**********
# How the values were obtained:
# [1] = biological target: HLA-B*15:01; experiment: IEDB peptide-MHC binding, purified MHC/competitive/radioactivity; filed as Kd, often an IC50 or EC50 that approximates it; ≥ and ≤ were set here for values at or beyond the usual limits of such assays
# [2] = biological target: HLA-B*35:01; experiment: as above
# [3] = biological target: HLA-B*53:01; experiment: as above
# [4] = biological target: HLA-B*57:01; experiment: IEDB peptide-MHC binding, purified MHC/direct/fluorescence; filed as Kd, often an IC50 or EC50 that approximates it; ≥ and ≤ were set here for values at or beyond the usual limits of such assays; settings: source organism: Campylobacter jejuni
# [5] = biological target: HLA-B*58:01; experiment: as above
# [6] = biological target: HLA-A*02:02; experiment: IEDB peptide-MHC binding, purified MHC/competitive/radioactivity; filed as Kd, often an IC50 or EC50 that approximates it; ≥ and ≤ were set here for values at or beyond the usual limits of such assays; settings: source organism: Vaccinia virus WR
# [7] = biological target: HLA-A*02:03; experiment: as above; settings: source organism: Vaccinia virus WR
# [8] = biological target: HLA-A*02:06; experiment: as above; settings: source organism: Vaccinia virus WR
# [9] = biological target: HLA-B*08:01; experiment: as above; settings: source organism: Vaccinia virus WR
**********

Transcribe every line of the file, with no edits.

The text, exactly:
# How the values were obtained:
# [1] = biological target: HLA-B*15:01; experiment: IEDB peptide-MHC binding, purified MHC/competitive/radioactivity; filed as Kd, often an IC50 or EC50 that approximates it; ≥ and ≤ were set here for values at or beyond the usual limits of such assays
# [2] = biological target: HLA-B*35:01; experiment: as above
# [3] = biological target: HLA-B*53:01; experiment: as above
# [4] = biological target: HLA-B*57:01; experiment: IEDB peptide-MHC binding, purified MHC/direct/fluorescence; filed as Kd, often an IC50 or EC50 that approximates it; ≥ and ≤ were set here for values at or beyond the usual limits of such assays; settings: source organism: Campylobacter jejuni
# [5] = biological target: HLA-B*58:01; experiment: as above
# [6] = biological target: HLA-A*02:02; experiment: IEDB peptide-MHC binding, purified MHC/competitive/radioactivity; filed as Kd, often an IC50 or EC50 that approximates it; ≥ and ≤ were set here for values at or beyond the usual limits of such assays; settings: source organism: Vaccinia virus WR
# [7] = biological target: HLA-A*02:03; experiment: as above; settings: source organism: Vaccinia virus WR
# [8] = biological target: HLA-A*02:06; experiment: as above; settings: source organism: Vaccinia virus WR
# [9] = biological target: HLA-B*08:01; experiment: as above; settings: source organism: Vaccinia virus WR